Mojo de Ajo

 I am hooked on this stuff!

A while back, I was watching “Mexico – One Plate at a Time” on PBS when Chef Rick Bayless of Frontera Grill in Chicago, along with his daughter, made Mojo de Ajo.  The title of the show was “Liquid Gold” and believe me, it is!

If you are crazy about garlic infused olive oil and haven’t made it yourself, now is the time!  This is soooo good!  Rick says that he always has a jar of it in the refrigerator and from now on I will also.  It can be used to sauté about any meat, vegetables, pasta dishes or even on pizza.

Mojo de Ajo (garlic sauce) keeps in the refrigerator for 3 months.  It is easy to make and definitely worth its weight in gold. 

Here are some suggestions for using it:

  • Dipping sauce for bread.
  • Spread over pizza crust and top with shredded mozzarella cheese.
  • A brushetta topping.
  • Add it to soups.
  • Toasted French bread.
  • Brown a roast in it.
  • Add it to salad dressings.
  • Over most meats:  steak, chicken, pork.
  • With vegetables:  roast potatoes slathered with mojo de ajo.
  • Add it to pasta sauces.
  • With fish and seafood, such as shrimp scampi.
  • Marinades.
  • On popcorn!

You can use it for practically anything.  If you really like garlic the way I do, you have got to try this!  In Rick’s words:  “take it out of refrigerate and enjoy some deliciousness.” 

Mojo de Ajo
(Garlic Mojo or Liquid Gold) 


4 large heads garlic 
OR 10 ounces (about 1¾ cups) peeled garlic cloves
2 cups fruity olive oil
1 teaspoon salt
½ cup lime juice


Heat oven to 325 degrees.
Break the heads of garlic apart, then mash each clove (a fist against the side of a knife is what I do) to release the clove from its paper skin.
If using already-peeled garlic, scoop the cloves into a heavy recloseable plastic bag and use a rolling pin to mash them slightly.
Stir together the garlic, oil and salt in an 8x8-inch pan (make sure the garlic is submerged).
Slide it into the oven and bake until the garlic is soft and lightly brown, about 45 to 55 minutes.  (Mine browned in 40 minutes.)
Add the lime juice and return to the oven for 20 minutes for the garlic to absorb the lime and turn golden brown.
Using an old-fashioned potato masher or large fork, mash the garlic into a coarse puree.
Pour the mixture into a wide-mouth storage container and refrigerate it until you’re ready to use it.
This mojo will keep for up to 3 months in the refrigerator as long as there’s enough oil to keep the garlic covered.
When you want to use it, you can let it come to room temperature (because the oil solidifies in the fridge) or just use scoops of the solid oil, which melts when it starts to heat up in the pan.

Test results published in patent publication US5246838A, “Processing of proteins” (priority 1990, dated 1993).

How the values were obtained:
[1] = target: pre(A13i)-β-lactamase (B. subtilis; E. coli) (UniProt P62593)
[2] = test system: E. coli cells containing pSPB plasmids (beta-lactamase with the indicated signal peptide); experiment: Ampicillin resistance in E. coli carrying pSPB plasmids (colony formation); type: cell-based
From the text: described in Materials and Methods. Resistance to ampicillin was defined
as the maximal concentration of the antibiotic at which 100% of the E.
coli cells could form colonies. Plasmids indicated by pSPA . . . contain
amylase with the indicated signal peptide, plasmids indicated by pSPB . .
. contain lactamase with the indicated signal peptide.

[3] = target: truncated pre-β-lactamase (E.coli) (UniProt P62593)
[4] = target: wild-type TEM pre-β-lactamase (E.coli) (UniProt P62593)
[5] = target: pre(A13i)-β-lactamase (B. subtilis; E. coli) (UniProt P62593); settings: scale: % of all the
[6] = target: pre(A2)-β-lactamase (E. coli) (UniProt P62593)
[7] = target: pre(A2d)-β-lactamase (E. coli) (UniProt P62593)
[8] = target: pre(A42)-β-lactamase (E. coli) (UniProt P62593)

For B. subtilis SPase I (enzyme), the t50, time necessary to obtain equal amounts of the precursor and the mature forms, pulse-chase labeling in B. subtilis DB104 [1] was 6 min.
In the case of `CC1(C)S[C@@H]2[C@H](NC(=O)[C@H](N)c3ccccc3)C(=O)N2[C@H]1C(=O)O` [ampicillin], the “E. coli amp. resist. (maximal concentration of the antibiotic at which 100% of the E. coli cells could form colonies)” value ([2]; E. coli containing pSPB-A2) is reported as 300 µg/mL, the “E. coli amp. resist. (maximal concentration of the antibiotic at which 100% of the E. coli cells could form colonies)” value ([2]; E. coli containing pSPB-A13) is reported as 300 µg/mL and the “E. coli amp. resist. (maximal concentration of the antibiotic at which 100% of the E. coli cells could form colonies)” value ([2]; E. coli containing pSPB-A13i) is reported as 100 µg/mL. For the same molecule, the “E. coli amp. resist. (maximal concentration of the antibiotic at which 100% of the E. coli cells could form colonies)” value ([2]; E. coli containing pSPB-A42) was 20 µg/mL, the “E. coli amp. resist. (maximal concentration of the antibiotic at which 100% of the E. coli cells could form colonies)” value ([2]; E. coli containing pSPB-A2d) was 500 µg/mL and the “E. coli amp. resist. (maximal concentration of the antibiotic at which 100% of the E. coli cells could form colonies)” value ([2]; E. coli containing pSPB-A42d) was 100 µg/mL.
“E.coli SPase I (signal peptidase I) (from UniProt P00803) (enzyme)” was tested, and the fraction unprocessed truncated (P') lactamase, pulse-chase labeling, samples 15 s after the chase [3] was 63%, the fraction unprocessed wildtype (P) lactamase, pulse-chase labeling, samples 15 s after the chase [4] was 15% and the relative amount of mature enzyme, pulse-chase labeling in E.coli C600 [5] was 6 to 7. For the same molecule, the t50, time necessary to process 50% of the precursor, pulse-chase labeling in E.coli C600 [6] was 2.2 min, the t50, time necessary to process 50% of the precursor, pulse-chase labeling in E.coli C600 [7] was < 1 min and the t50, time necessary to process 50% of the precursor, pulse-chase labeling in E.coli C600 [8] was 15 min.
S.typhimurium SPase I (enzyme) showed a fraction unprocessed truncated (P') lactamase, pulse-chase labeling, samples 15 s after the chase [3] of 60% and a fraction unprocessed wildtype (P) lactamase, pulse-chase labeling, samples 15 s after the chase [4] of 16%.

Makes about 3 cups 

If you really like garlic the way I do, you have got to try this!

Be sure to visit my friend Linda’s blog @My Kind of Cooking for great tips, recipes and cookbook giveaway!

Memorial Day Tribute

Memorial Day is a time for us Americans to take a moment and reflect on the sacrifice and honor shown by our men and women in military uniform ~ this day is for ALL who served this great country. 

Memorial Day strives to stir the patriotic sentiments of every American citizen and remind us that we owe our freedom and liberty to the finest of young men and women who laid down their lives for us ~ they paid the extreme price for the freedom we enjoy today. 

Here’s the love of my life and my favorite veteran, Bill:

Home from basic training as a Private ~ 1965

Bamberg, Germany ~ early 1967 ~ Sergeant

Instructor at 1st Engineering Training Brigade
Ft. Leonard Wood, MO
fall of 1967 ~ Sergeant E5

God Bless all service members and God Bless the U. S. A.!

Have a happy, safe Memorial Day, everyone!

Cuban-Style Roast Pork

I like Cuban food so when I see a recipe for it, I am attracted like a moth to a flame. This pork recipe definitely has a Cuban flair and delivers a succulent roast with a punch that is adapted from a recipe in the Chicago Tribune a while back. 

This is a full flavored-combination of garlicky citrus-infused pork that becomes fork tender after roasting.  Although I made this in the oven since it has been so chilly and rainy here for grilling, it would be just as good (better?) if done on the grill.  Then I let it marinade at least 4 or 5 hours and hand it over to Bill who is the master of our grill.  

By the way, are any of you familiar with pork roast supreme?  I’ve roasted a lot of pork over the years but this is the first time I’ve ever seen a “supreme” roast.  The butcher told me that it is similar to a loin roast but has more fat which keeps the meet from drying out.  He was right; it was very moist and tender.